Classical Music News of the Week, May 17, 2015

Washington Performing Arts Announces 2015/16 Season

Washington Performing Arts unveiled its 2015/16 season, an expansive line-up of classical and world music, jazz, dance, and community engagement that underscores both the organization's history as an important incubator of talent and its refreshed vitality as it heads into its 50th year.

At the heart of the season's offerings is the collaborative spirit among artist, presenter, and community that is Washington Performing Arts' calling card. The 60 performances in nine venues feature favorite performers, rising stars, rich residencies, new partnerships, intriguing programmatic threads, and new works and commissions. Moving out of the concert hall and into the community, the unique Embassy Adoption Program will undergo a major expansion and join forces with the Kronos Quartet in a new five-year collaboration. The Capital Arts Initiative continues to bring vital arts programs to the D.C. Public Schools, and the year-old Mars Urban Arts Initiative fuels joint planning between Washington Performing Arts and grassroots neighborhood artists, local businesses, cultural institutions, and local residents.

Season in a nutshell:
Legacy: Countdown to 50
Innovative programs • Legacy performers • Piano masters • Emerging virtuosi

Great Orchestras
Six world-renowned orchestras • Outstanding soloists

The Art of the Spiritual
Seven top-notch ensembles/performers • Stirring repertoire

Dynamic Duos
Unexpected collaborations • Classic combos

Scaling Mount Everest
Risk-taking performers • Custom-curated programming • Imaginative formats

Jazz Innovators
Jazz legends • Emerging stars • Celebrated venues

Global Stages
International superstars • Cross-cultural collaboration

D.C. debuts • Immersive festivals

Partners, New Work & Community
75 Embassy Adoptions + Kronos Quartet Residency • Mars Urban Arts Initiative
D.C. Public School partnerships • Politics & Art

Subscriptions are on sale at WashingtonPerformingArts.org or by phone at (202) 785-9727.
A listing of 2015/16 season artists and events is online at
www.washingtonperformingarts.org

--Amanda Sweet, BuckleSweet Media

2014 PARMA Recordings Anthology of Music
We're pleased to share with you the 2014 PARMA Anthology of Music, a resource for students, instructors, performers, and ensembles to discover new, programmable, and performable works by young and emerging composers from all over the world. Established in 2012, the PARMA Anthology of Music recognizes and brings attention to these composers, these creators of phenomenal and innovative works, new amalgamations of styles and genres, new conceptions of form and structure, and new methods of expression and execution.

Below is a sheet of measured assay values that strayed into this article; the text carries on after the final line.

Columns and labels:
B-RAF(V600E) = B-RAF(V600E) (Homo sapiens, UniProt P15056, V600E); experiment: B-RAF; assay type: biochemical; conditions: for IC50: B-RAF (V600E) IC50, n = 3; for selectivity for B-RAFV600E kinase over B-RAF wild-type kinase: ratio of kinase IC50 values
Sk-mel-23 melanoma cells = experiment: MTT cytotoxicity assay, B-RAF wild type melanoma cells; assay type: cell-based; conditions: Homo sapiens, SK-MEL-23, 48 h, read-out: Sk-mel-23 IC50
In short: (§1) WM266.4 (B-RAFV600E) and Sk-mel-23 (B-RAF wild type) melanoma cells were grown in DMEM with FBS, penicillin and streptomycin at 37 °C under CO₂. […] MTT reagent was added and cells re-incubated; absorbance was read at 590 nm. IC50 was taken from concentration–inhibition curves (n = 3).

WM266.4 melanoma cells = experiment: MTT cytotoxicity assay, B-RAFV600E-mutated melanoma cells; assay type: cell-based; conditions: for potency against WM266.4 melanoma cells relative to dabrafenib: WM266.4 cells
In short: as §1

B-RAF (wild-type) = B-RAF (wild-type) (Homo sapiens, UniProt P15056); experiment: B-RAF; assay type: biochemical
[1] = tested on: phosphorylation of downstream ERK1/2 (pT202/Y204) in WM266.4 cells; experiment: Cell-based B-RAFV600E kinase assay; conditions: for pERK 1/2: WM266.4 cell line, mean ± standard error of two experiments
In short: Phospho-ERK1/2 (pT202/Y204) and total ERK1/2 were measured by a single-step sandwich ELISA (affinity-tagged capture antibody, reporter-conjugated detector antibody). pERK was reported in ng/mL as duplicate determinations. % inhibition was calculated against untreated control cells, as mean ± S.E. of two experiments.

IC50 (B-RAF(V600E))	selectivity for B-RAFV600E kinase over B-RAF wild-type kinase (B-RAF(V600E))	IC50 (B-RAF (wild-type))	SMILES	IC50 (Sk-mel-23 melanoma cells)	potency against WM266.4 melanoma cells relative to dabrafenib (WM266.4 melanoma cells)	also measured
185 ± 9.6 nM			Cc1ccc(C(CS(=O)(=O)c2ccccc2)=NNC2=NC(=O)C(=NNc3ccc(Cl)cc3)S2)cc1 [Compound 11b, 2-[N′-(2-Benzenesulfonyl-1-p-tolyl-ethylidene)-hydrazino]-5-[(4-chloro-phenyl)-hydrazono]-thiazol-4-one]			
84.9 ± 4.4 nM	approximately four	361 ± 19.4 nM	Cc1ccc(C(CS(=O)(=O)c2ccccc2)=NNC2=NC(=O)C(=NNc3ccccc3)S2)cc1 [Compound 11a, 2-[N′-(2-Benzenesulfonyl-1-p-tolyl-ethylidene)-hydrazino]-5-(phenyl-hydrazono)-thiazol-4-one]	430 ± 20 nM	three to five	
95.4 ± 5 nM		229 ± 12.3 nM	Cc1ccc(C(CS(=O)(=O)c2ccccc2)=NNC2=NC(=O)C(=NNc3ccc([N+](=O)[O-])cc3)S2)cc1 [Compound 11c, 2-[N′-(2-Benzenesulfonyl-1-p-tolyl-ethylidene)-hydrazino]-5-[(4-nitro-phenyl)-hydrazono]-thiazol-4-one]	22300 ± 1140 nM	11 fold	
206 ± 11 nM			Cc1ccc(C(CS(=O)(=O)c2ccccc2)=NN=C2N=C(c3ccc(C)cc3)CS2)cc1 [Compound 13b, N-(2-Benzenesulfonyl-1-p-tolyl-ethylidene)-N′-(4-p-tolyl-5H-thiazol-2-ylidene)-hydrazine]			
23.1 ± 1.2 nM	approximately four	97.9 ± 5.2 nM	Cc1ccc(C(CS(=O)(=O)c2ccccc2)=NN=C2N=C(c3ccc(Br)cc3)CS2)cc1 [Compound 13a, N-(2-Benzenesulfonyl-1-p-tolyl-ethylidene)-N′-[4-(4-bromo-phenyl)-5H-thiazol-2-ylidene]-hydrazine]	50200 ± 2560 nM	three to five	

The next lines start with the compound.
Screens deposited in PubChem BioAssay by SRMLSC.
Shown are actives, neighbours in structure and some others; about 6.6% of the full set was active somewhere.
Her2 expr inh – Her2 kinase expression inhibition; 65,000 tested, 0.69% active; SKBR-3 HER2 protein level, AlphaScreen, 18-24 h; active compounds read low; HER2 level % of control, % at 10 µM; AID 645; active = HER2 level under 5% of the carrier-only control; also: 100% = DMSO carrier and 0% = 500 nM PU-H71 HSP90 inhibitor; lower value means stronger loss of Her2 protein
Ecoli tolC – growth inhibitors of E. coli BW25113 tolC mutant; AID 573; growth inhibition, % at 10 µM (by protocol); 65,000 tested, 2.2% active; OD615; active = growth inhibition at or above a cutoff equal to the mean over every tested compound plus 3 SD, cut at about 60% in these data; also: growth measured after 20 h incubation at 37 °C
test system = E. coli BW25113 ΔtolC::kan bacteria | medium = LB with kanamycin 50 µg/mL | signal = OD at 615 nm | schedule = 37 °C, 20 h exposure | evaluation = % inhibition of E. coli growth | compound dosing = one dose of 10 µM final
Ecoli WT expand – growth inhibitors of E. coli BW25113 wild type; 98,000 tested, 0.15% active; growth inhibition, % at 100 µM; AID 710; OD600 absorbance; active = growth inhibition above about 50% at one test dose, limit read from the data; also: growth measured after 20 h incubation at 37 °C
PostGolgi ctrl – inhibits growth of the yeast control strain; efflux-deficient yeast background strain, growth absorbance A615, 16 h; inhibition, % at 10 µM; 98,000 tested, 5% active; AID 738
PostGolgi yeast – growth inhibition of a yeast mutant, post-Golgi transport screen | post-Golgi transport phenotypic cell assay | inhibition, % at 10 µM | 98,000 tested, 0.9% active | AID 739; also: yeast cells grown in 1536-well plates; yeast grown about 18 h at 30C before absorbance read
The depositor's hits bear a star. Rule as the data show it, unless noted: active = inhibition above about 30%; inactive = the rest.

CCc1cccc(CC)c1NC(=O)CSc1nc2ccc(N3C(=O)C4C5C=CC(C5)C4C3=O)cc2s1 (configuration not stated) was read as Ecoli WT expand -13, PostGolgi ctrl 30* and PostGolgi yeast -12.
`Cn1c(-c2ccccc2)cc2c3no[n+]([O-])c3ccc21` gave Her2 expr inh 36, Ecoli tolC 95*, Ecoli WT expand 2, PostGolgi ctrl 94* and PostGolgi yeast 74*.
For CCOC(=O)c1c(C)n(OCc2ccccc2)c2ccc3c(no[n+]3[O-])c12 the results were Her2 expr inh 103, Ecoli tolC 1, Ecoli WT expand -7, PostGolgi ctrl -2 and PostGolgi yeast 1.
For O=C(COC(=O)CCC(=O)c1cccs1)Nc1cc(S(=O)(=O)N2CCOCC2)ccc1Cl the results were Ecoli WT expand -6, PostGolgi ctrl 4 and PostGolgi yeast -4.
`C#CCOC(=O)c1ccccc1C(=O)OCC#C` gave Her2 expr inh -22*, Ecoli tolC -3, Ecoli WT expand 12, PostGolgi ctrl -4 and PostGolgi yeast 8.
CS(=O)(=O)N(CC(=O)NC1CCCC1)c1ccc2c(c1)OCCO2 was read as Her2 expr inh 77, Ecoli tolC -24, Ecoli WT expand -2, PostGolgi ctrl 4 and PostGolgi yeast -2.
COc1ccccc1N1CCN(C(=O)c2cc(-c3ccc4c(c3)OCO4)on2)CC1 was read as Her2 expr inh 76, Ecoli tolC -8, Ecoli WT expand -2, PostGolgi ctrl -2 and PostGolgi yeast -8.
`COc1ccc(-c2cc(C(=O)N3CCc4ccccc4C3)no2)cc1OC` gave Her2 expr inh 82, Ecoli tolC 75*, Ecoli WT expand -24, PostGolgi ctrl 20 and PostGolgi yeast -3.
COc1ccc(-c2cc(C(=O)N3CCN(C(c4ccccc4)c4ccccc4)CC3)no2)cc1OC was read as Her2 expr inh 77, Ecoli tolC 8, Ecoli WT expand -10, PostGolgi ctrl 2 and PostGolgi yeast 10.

Selected through the PARMA Student Composer Competition, the ten works featured in this Anthology are written for brass quintet.

Additionally, we would like to extend a warm congratulations to the Grand Prize Winner of the contest which yielded this collection, Michael Mikulka. Michael's piece To Throw is an inspired and finely honed work which builds to a point of precise repetition, and represents not only the quality of works submitted to the Competition but also the fearlessness with which so many modern composers approach their work and art.

As the Grand Prize Winner, To Throw was premiered at the 2014 PARMA Music Festival by the Redline Brass Quintet on stage at The Music Hall in Portsmouth NH.

We invite you to share, program, and perform the works included in this year's Anthology, and to support the appreciation of new music. Download the full Anthology at
www.parmarecordings.com/2014anthologyofmusic

And check out the previous years' anthologies as well:
2013: www.parmarecordings.com/2013anthologyofmusic
2012: www.parmarecordings.com/anthologyofmusic/webapp

--Rory Cooper, PARMA Recordings

New Century Chamber Orchestra Presents West Coast Premiere by Derek Bermel
Music Director Nadja Salerno-Sonnenberg and New Century Chamber Orchestra conclude the 2014-2015 season May 28-31 with the West Coast premiere of Murmurations by Featured Composer Derek Bermel. Commissioned by a New Century-led consortium of ensembles, including the Saint Paul Chamber Orchestra, River Oaks Chamber Orchestra of Houston and A Far Cry of Boston, Murmurations explores the collective behavior observed in flocking formations of starlings and the similarities of visual and aural unity between performers. Discussing the themes of his work, Derek Bermel states, "When I listen to and watch a string orchestra play, I'm reminded of a flock of birds. Visually and aurally, the performers seek unity on many levels -- attention to tuning, tone, clarity of rhythm, consistency and pressure of bowing. They glide and dive in formation, soaring together or splitting into layers of counterpoint before regrouping into a single unit." Also featured on the program is Stravinsky's Pulcinella Suite arranged for string orchestra and Schubert's String Quartet in D Minor, D. 810, Death and the Maiden, arranged for string orchestra by Mahler.